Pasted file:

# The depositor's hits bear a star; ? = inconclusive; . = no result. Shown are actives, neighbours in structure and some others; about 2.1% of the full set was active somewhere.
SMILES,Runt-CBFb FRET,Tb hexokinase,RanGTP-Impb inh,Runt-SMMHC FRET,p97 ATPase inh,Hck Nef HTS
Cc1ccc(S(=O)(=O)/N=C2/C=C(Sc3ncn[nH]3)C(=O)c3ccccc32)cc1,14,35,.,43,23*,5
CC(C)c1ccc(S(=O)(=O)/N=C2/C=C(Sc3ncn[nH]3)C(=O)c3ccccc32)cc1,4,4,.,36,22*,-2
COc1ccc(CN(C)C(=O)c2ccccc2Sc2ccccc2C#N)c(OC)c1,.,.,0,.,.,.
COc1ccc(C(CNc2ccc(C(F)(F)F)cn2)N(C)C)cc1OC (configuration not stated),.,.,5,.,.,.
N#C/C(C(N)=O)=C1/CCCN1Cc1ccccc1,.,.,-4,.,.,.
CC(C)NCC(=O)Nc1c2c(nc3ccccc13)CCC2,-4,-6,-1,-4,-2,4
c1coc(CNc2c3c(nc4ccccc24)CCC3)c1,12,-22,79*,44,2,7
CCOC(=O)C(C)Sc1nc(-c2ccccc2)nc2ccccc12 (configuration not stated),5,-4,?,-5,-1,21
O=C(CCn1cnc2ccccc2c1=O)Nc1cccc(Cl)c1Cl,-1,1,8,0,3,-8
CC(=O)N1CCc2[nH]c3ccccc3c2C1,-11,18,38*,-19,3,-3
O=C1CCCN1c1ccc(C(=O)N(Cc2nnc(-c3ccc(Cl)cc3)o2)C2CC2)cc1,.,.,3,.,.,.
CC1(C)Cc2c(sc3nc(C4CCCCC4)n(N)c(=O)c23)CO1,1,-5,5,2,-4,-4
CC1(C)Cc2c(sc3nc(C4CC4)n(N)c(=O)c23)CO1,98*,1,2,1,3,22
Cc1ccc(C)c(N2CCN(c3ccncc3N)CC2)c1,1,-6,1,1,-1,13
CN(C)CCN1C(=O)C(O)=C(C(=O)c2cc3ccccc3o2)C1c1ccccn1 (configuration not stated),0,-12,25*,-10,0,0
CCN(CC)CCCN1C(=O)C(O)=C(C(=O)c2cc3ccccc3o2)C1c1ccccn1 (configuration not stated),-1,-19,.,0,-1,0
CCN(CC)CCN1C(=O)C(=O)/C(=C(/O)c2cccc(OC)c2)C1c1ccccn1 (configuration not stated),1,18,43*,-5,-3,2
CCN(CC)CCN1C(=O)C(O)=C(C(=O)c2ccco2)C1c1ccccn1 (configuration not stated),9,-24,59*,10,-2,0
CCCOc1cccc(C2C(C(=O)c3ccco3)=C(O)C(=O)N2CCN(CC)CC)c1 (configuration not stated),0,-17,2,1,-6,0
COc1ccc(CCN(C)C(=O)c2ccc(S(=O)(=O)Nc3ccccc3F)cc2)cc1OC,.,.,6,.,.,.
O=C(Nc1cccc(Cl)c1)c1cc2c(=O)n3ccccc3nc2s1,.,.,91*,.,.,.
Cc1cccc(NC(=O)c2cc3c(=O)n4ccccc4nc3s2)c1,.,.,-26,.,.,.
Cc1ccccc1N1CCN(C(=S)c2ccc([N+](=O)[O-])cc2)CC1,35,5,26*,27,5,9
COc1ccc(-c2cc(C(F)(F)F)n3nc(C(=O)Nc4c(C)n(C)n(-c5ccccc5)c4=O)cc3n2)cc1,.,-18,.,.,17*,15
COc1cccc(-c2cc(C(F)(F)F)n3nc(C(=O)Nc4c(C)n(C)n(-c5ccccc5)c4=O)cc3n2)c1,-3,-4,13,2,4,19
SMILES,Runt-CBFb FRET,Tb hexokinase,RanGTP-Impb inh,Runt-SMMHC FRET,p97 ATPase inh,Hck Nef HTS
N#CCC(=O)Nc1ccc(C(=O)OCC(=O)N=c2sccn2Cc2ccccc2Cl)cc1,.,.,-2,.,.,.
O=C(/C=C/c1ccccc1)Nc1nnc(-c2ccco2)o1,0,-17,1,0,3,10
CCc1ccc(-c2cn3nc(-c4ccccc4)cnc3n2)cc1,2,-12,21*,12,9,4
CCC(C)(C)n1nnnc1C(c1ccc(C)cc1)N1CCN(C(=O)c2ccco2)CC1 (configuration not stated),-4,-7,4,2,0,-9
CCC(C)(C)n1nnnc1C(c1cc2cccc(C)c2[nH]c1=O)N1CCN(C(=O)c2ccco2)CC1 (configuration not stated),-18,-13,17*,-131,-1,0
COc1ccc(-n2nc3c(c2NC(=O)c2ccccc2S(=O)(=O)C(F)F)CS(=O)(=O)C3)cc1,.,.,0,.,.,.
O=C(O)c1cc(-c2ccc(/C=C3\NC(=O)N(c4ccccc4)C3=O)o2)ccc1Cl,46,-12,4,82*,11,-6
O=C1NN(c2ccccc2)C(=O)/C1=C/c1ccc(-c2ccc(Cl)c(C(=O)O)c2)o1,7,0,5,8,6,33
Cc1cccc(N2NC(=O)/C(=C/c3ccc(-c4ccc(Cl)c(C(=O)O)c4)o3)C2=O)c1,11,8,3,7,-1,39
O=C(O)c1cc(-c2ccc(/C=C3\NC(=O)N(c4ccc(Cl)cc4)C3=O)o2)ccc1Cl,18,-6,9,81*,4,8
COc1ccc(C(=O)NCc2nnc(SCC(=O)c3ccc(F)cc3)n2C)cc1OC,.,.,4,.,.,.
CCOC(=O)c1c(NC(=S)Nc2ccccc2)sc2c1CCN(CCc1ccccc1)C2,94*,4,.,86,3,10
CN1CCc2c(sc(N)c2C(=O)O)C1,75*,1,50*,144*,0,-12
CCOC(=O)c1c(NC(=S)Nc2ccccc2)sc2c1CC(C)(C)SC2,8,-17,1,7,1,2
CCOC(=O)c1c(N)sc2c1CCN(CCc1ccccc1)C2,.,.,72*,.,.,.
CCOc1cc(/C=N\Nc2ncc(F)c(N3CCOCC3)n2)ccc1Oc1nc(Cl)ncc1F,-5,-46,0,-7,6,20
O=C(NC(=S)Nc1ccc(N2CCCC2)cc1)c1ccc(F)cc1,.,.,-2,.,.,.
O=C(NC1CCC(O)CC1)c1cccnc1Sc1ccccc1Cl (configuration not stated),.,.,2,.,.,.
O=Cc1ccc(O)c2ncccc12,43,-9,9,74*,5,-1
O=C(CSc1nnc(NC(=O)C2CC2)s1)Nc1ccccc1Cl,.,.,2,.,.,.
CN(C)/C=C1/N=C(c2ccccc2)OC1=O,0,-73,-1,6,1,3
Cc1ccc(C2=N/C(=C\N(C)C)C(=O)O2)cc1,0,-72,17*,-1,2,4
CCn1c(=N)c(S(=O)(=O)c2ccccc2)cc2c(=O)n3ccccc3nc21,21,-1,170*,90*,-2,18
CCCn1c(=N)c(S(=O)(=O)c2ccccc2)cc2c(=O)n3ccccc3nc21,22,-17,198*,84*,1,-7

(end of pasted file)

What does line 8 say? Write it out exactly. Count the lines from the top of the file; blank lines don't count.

CC(C)NCC(=O)Nc1c2c(nc3ccccc13)CCC2,-4,-6,-1,-4,-2,4